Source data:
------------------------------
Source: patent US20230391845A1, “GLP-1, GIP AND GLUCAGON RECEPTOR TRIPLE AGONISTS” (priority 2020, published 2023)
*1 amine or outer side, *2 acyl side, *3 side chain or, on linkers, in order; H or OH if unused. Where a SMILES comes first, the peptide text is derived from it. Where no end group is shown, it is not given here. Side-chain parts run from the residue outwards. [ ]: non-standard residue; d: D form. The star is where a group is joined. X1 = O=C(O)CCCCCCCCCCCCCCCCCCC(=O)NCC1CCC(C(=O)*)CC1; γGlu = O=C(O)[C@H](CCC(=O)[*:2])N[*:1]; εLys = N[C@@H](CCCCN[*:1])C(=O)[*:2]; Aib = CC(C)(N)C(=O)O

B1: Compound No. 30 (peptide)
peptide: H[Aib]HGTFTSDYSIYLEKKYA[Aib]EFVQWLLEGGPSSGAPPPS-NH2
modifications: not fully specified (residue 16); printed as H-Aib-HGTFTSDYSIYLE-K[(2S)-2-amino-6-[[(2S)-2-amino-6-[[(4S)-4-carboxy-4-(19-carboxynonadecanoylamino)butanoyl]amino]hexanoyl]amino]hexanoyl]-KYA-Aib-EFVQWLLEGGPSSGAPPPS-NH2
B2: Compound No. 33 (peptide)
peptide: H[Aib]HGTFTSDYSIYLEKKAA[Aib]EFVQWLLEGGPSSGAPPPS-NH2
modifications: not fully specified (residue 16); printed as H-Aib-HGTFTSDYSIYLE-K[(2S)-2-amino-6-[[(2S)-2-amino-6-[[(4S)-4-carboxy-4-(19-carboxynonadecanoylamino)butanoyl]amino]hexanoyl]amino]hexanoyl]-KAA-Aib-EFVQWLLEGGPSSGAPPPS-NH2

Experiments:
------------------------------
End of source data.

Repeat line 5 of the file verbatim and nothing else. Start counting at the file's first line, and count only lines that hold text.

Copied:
modifications: not fully specified (residue 16); printed as H-Aib-HGTFTSDYSIYLE-K[(2S)-2-amino-6-[[(2S)-2-amino-6-[[(4S)-4-carboxy-4-(19-carboxynonadecanoylamino)butanoyl]amino]hexanoyl]amino]hexanoyl]-KYA-Aib-EFVQWLLEGGPSSGAPPPS-NH2